A lawyer for the blogger argued before Supreme Court Justice Joan Madden that the raunchy digs at Cohen amount to nothing more than "youthful, jocular, slangy" comments that are common on the Internet.
"Skanks, ho - if you Google it, you get millions of hits," said lawyer Anne Salisbury, adding that the comments are "obviously in a sarcastic tone."
She cited a recent ruling in which aNew Jersey judge tossed out a defamation suit filed by three women whose pictures showed up on the Web site "Hot Chicks With Douchebags."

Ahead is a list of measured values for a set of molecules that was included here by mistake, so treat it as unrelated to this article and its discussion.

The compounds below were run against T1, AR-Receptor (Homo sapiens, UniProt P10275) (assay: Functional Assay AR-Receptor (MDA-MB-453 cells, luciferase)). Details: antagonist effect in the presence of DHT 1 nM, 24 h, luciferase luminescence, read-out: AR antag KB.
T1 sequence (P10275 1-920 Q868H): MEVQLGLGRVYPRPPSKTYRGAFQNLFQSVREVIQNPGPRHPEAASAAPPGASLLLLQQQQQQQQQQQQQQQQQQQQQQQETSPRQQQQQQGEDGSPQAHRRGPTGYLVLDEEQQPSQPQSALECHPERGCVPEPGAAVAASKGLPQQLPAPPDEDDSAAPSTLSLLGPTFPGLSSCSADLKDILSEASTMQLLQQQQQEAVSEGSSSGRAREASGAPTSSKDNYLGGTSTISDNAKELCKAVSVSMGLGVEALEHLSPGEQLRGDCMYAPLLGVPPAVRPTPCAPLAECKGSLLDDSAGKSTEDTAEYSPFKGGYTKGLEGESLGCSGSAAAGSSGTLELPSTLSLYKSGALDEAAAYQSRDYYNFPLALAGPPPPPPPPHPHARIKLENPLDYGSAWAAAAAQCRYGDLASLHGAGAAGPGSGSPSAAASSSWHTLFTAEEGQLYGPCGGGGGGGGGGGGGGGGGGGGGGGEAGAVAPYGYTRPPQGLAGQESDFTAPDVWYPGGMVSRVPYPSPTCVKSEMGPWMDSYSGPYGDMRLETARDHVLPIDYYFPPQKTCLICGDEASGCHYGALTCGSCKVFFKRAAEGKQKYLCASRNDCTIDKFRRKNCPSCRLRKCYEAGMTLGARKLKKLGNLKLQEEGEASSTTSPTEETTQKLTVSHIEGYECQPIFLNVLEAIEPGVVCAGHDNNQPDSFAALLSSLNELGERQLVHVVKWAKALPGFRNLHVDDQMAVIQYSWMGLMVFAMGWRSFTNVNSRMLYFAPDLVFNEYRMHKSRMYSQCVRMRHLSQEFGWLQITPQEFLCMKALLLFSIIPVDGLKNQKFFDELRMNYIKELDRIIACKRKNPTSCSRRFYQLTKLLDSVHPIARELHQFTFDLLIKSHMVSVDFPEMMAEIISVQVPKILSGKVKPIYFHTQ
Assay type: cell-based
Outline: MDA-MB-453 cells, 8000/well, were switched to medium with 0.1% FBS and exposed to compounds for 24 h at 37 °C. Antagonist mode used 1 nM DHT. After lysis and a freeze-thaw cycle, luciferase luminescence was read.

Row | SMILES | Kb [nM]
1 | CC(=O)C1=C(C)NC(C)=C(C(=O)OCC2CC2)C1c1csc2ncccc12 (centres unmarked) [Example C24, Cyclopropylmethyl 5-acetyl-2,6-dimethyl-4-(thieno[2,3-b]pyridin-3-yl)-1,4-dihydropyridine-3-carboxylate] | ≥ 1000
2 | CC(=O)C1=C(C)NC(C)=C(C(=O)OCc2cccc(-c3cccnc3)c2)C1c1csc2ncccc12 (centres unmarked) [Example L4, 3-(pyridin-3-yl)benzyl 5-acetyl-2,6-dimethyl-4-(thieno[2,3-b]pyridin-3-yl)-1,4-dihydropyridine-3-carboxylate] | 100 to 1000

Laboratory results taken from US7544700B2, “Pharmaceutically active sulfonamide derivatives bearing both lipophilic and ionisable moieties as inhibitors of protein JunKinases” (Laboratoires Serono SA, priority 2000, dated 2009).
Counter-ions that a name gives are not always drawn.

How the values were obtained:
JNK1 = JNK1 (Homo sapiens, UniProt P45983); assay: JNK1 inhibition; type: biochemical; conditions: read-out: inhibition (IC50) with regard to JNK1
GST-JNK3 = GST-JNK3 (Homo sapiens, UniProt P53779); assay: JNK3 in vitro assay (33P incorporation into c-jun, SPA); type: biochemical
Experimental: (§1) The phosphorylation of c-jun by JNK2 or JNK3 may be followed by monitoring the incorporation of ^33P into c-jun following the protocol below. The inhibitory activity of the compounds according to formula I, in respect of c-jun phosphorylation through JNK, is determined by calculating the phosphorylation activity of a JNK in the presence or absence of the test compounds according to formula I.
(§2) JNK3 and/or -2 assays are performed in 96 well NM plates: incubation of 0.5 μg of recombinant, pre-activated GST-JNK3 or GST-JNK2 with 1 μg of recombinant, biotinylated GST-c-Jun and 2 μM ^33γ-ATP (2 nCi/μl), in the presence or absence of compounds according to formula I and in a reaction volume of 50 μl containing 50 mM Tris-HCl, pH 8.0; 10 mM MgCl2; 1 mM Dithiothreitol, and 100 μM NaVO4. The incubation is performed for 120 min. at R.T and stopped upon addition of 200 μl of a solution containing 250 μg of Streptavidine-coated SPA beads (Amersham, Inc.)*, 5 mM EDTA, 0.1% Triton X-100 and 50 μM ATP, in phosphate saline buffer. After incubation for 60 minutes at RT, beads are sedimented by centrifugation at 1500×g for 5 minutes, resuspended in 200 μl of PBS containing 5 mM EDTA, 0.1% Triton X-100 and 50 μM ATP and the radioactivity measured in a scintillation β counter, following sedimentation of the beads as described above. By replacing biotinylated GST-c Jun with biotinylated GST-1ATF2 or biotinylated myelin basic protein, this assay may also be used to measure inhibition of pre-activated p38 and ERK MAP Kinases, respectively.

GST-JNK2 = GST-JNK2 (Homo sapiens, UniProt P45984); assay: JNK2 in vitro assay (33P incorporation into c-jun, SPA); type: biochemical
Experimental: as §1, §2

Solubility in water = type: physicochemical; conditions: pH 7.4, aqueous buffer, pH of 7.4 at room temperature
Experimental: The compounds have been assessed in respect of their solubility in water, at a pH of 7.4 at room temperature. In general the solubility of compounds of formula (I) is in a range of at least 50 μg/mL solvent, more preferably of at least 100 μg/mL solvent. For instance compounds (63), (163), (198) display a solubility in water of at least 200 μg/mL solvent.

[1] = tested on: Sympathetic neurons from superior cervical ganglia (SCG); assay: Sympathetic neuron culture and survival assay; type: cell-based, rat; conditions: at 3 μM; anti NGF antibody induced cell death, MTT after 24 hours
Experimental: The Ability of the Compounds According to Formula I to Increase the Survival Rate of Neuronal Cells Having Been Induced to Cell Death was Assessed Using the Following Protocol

"It's snide, it's trash talk, it's the bane of the Internet right now," Salisbury said before Madden.
As for Cohen's arguments, the Daily News reports:
"They impugned her chastity," he said. "It is affecting her business."
The law often presents interesting and difficult issues of causation. Attempting to prove that a 37-year-old's modeling career is on the wane because of a blogger's allegation of skankiness -- rather, than, say, because of her 37-years-oldedness -- is a causation issue that will surely be taught in first year torts classes for decades to come.
The AP reports that the judge "reserved decision" on whether to order Google to cough up the bloggers' ID.